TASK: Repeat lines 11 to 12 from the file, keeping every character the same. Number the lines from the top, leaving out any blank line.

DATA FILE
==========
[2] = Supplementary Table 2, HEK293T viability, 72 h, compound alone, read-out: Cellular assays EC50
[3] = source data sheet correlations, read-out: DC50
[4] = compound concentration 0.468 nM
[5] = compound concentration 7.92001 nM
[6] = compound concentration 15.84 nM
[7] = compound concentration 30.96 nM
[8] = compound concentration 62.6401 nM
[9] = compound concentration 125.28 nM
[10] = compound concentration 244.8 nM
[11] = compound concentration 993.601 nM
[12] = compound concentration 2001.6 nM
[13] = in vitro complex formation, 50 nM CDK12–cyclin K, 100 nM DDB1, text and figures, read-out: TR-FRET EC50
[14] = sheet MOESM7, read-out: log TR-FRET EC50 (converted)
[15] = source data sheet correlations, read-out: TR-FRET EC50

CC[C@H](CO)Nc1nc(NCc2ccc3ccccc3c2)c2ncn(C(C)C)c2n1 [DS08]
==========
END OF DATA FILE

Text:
[12] = compound concentration 2001.6 nM
[13] = in vitro complex formation, 50 nM CDK12–cyclin K, 100 nM DDB1, text and figures, read-out: TR-FRET EC50